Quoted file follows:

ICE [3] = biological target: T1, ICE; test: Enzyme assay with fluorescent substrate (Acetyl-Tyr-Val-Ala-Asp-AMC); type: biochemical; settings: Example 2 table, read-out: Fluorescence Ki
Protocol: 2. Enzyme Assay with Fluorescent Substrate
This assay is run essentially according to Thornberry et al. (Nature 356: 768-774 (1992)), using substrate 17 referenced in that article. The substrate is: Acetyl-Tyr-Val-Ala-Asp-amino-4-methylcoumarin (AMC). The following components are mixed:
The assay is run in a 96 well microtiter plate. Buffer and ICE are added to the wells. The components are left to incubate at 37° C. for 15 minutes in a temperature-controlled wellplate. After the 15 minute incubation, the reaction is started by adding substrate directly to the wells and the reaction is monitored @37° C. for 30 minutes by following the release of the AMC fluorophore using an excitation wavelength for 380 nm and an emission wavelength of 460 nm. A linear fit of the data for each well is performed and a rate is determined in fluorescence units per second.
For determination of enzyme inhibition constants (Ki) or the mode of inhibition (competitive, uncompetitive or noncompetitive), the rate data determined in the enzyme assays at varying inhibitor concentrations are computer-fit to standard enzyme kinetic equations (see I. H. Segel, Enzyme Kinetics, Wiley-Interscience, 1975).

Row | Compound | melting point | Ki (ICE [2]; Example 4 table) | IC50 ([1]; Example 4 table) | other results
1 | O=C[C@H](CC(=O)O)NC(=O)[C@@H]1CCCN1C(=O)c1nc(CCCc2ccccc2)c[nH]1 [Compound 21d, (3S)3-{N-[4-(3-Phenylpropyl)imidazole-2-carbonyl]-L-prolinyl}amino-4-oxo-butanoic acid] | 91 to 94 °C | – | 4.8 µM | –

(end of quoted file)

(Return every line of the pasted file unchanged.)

ICE [3] = biological target: T1, ICE; test: Enzyme assay with fluorescent substrate (Acetyl-Tyr-Val-Ala-Asp-AMC); type: biochemical; settings: Example 2 table, read-out: Fluorescence Ki
Protocol: 2. Enzyme Assay with Fluorescent Substrate
This assay is run essentially according to Thornberry et al. (Nature 356: 768-774 (1992)), using substrate 17 referenced in that article. The substrate is: Acetyl-Tyr-Val-Ala-Asp-amino-4-methylcoumarin (AMC). The following components are mixed:
The assay is run in a 96 well microtiter plate. Buffer and ICE are added to the wells. The components are left to incubate at 37° C. for 15 minutes in a temperature-controlled wellplate. After the 15 minute incubation, the reaction is started by adding substrate directly to the wells and the reaction is monitored @37° C. for 30 minutes by following the release of the AMC fluorophore using an excitation wavelength for 380 nm and an emission wavelength of 460 nm. A linear fit of the data for each well is performed and a rate is determined in fluorescence units per second.
For determination of enzyme inhibition constants (Ki) or the mode of inhibition (competitive, uncompetitive or noncompetitive), the rate data determined in the enzyme assays at varying inhibitor concentrations are computer-fit to standard enzyme kinetic equations (see I. H. Segel, Enzyme Kinetics, Wiley-Interscience, 1975).

Row | Compound | melting point | Ki (ICE [2]; Example 4 table) | IC50 ([1]; Example 4 table) | other results
1 | O=C[C@H](CC(=O)O)NC(=O)[C@@H]1CCCN1C(=O)c1nc(CCCc2ccccc2)c[nH]1 [Compound 21d, (3S)3-{N-[4-(3-Phenylpropyl)imidazole-2-carbonyl]-L-prolinyl}amino-4-oxo-butanoic acid] | 91 to 94 °C | – | 4.8 µM | –